The SNP, or, perhaps we should say, Alex Salmond’s, proposal for Scotland, which he outlined at Perth last weekend, is to join the EU as a separate nation.
In other words, “Let’s leave a Union of the countries of the British Isles and join a European Union.”
Why, when other countries, suffering under the yoke of the single currency, are contemplating leaving?
I became a member of the United Kingdom Independence Party (UKIP) in 2001, when distrust of the EU was a minority opinion.
Now that opinion has become popular. Why is there now so much cynicism of the EU?
Our nation’s long-held commitments are to maintain the freedom of the individual in a society under law.
The current version of the EU has quite a different agenda. That agenda is for a bureaucracy to impose and enforce certain standards of behaviour, by means of “legislation” [directives and regulations] with the bossiness justified by arrogant paternalism that “the man in Brussels” knows best.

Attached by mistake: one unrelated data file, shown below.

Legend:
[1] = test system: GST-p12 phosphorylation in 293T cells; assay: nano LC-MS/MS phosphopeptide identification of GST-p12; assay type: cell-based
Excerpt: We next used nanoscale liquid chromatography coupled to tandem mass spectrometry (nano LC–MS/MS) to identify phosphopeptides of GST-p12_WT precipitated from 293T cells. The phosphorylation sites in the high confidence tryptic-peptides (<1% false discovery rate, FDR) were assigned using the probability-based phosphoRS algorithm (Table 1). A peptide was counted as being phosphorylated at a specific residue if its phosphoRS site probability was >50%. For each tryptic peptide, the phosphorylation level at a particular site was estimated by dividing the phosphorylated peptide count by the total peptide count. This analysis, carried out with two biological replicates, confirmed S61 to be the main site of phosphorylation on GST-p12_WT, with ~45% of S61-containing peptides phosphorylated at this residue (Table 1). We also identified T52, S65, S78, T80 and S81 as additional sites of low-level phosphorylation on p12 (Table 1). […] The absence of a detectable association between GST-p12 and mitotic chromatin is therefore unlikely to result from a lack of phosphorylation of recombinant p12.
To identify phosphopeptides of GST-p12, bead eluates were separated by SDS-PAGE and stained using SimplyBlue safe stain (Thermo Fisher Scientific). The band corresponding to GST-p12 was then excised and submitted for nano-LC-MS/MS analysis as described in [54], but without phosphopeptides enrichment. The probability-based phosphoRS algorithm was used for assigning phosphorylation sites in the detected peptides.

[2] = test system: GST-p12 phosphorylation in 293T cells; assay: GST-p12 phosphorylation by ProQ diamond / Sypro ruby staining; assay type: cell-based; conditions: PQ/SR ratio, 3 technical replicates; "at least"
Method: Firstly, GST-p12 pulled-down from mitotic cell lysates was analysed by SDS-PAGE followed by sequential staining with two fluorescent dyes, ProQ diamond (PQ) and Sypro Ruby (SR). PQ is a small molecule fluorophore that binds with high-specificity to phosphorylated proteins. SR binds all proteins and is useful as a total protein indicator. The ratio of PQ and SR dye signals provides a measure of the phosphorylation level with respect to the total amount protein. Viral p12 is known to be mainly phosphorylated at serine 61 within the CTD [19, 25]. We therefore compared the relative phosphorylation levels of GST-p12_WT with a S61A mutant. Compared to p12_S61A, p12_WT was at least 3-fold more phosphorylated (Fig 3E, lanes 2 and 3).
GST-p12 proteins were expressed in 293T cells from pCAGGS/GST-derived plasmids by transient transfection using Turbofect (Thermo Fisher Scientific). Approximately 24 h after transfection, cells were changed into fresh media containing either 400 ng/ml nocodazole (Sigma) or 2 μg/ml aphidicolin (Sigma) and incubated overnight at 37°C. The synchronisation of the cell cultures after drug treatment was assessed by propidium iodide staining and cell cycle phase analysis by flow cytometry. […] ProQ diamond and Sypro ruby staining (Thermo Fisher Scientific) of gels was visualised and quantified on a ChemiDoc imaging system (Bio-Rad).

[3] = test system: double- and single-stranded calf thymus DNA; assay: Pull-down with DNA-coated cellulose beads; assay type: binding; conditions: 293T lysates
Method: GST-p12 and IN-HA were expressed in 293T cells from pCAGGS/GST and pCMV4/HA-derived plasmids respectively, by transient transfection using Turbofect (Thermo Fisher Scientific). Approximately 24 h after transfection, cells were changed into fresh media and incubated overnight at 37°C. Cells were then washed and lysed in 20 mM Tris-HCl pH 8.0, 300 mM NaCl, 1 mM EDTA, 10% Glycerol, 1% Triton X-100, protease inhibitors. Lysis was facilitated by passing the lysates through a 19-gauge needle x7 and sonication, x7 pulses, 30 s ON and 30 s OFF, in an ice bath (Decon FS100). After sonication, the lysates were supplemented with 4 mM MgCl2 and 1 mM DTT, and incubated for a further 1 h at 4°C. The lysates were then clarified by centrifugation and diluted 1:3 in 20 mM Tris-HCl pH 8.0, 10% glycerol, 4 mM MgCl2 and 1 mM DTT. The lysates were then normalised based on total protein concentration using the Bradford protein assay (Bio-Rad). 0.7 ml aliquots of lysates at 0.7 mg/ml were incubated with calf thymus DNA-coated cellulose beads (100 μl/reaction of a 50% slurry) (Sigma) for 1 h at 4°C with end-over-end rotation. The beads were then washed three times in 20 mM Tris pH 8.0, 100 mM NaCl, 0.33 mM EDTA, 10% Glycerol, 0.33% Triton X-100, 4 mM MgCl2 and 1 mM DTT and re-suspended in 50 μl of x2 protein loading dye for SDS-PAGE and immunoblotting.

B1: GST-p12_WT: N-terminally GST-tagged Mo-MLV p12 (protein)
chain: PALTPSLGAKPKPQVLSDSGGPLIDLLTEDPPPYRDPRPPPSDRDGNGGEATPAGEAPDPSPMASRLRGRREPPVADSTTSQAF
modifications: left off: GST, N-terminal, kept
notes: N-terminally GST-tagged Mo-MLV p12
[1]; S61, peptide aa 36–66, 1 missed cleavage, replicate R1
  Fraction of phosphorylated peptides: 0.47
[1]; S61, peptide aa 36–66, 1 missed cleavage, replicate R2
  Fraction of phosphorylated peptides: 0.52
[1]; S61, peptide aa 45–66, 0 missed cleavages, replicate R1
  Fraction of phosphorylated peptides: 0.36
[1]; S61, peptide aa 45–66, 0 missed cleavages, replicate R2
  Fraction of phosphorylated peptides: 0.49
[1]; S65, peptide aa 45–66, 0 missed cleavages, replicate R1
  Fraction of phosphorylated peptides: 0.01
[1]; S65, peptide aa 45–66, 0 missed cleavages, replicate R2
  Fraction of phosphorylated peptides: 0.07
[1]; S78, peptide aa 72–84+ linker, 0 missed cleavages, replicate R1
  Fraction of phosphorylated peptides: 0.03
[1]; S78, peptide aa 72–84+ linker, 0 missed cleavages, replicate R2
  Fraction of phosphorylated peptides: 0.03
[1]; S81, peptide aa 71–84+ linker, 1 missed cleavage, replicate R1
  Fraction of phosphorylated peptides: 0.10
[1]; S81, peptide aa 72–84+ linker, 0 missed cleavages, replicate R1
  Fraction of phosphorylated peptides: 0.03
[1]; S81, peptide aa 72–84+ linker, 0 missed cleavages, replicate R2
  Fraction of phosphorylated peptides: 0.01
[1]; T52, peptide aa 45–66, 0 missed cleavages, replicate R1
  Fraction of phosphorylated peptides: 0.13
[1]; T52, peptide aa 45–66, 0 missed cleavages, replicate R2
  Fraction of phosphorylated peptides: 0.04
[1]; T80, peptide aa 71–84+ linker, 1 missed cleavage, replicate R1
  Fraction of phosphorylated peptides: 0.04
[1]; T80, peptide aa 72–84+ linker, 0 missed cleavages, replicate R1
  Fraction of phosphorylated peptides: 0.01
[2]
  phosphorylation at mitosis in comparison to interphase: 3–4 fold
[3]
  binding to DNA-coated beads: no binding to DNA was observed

In other words, the EU is authoritarian and anti-democratic.
UKIP’s policy is that Britain, not just Scotland, should recover its full sovereignty [independence] by withdrawing from the EU, for both economic and political reasons.
Mr Salmond can not deliver “independence” – only separation, by becoming a member of the EU, a process which will be both unwise and costly.
UKIP parliamentary candidate
At Prime Minister’s Questions on Monday, David Cameron refused a simple “In/Out” referendum on Europe on the grounds that neither option was the one the voters preferred.
How, then, can the Scottish independence referendum be acceptable since we also clearly prefer something else, perhaps devo-max or other variation of the federal GB option?
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Weather for Edinburgh
Friday 24 May 2013
Temperature: 3 C to 13 C
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Temperature: 7 C to 17 C
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